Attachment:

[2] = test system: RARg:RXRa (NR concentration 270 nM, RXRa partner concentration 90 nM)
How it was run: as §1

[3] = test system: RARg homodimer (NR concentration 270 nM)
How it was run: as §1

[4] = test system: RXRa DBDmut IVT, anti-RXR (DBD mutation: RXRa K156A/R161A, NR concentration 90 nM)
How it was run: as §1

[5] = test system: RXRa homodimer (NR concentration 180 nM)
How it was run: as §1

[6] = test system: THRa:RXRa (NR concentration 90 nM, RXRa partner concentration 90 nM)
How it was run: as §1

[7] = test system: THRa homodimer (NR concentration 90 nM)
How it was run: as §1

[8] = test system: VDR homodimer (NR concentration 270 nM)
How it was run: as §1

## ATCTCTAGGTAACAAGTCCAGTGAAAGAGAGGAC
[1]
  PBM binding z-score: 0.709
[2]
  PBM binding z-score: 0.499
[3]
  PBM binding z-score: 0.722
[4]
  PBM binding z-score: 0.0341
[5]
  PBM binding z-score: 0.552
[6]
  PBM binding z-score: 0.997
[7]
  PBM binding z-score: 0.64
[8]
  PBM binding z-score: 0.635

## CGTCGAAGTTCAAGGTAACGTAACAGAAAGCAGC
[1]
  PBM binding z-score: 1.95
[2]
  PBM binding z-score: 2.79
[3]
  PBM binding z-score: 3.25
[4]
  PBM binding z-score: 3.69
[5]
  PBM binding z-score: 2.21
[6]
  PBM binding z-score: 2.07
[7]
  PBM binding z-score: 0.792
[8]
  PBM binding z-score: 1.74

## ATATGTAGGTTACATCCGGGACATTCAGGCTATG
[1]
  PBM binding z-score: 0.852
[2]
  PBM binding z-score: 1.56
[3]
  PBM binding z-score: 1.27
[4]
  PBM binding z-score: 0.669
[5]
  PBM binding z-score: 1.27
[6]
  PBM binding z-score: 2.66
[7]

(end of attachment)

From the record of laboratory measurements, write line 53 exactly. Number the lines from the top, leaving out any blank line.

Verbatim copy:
  PBM binding z-score: 1.56